Right now, the Internet of Things has serious communication issues. Unless you pick your products carefully (or just extremely lucky), you’re likely to end up with a smart product that has trouble conversing. The set of connected bulbs in your living room may not be on speaking terms with the ones in the hall, or your smart lock may not be able to get a message through to your security system.
Ideally, these devices would have a standard way to communicate, so users wouldn’t have to worry about making sure every product works well together. Some companies, such as Microsoft, Qualcomm, Samsung, and Intel, are trying to figure out how to make that happen.
Even so, the ambitious goal of a common Internet of Things language is starting to seem like a pipe dream. Over the last year, tech’s biggest names have established their own ways of connecting to smart products, but these companies have shown little interest in creating solid standards. As these platforms gain traction, is it too late for a unified language to take hold?
The notion of IoT interoperability typically refers to one of two different issues, which sometimes gets a little lost in translation.
First, there’s the network layer, which determines how devices connect to one another through the airwaves. Although the network layer is a conundrum in itself, it has a partial solution in bridge devices, which act as switchboards for products that use different protocols.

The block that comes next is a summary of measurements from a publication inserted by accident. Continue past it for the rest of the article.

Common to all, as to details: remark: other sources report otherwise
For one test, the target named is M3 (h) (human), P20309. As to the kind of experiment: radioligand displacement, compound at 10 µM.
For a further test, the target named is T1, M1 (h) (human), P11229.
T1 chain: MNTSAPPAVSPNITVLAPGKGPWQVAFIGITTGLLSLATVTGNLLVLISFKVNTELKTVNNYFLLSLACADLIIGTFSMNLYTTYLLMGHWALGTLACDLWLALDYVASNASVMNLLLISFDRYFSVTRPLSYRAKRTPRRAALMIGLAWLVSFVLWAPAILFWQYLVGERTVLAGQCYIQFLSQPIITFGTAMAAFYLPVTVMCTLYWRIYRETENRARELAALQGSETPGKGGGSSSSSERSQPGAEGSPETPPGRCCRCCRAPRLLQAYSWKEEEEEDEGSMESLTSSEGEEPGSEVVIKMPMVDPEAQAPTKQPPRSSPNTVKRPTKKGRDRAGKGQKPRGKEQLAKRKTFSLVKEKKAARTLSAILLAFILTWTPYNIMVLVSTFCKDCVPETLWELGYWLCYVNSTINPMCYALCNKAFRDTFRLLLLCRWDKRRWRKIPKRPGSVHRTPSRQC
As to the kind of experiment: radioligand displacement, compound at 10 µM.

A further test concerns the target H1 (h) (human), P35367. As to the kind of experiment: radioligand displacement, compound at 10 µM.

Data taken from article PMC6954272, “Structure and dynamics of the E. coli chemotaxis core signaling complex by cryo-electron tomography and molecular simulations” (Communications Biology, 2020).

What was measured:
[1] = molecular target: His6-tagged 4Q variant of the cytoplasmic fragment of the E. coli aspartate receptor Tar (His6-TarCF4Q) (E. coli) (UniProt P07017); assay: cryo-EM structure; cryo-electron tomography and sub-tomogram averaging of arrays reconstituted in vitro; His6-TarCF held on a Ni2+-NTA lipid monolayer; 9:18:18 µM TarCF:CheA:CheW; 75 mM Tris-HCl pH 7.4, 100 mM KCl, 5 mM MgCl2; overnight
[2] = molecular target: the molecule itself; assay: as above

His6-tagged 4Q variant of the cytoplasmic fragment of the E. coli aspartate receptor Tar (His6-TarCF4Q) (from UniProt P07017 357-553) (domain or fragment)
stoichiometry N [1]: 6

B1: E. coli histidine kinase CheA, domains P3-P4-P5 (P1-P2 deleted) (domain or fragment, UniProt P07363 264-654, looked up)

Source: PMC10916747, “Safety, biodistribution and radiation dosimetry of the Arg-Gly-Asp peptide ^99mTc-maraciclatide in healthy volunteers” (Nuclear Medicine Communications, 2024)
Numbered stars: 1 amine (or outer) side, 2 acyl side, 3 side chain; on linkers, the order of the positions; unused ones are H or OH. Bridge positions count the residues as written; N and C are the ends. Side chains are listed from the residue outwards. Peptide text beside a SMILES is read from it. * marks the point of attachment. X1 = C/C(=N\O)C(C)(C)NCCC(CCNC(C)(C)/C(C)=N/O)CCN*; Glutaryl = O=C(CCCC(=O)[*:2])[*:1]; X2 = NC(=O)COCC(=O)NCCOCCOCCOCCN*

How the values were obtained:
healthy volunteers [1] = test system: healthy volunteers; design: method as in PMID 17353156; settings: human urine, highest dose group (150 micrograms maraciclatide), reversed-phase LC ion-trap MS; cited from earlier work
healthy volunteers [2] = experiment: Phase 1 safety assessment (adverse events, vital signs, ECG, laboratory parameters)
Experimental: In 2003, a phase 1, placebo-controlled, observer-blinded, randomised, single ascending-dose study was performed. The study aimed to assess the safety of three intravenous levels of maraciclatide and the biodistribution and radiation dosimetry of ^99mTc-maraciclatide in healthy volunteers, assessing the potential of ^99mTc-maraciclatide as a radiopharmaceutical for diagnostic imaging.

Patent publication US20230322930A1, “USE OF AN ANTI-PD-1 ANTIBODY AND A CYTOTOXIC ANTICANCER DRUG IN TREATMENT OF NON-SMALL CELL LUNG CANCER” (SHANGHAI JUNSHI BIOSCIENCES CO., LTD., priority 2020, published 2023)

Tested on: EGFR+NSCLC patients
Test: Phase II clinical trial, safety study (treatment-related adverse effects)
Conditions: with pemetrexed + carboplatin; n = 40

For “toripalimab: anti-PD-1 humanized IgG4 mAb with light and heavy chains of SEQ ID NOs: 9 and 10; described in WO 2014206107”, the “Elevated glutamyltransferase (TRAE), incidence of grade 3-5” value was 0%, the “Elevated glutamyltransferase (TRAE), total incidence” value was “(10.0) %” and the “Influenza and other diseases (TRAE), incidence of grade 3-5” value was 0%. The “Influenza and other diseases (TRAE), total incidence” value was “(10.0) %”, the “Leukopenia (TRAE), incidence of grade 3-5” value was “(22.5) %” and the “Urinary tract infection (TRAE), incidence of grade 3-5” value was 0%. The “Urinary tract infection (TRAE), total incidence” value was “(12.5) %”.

The trickier problem with the IoT has to do with the application layer, which is the language devices use to accomplish specific tasks. If a thermostat and motion detector can talk to each other, they can figure out how to turn down the temperature when no one’s home. Likewise, a device with voice recognition could control other devices around the house provided they understand one another.
So far, the tech industry has decided the best way to handle this is to create their own application layers. For device makers, the sheer number of languages on offer poses a dilemma: which ones do you support when building?
Meanwhile, consumers are left to untangle a web of integrations. Wouldn’t it be nice if we didn’t have to think about this?
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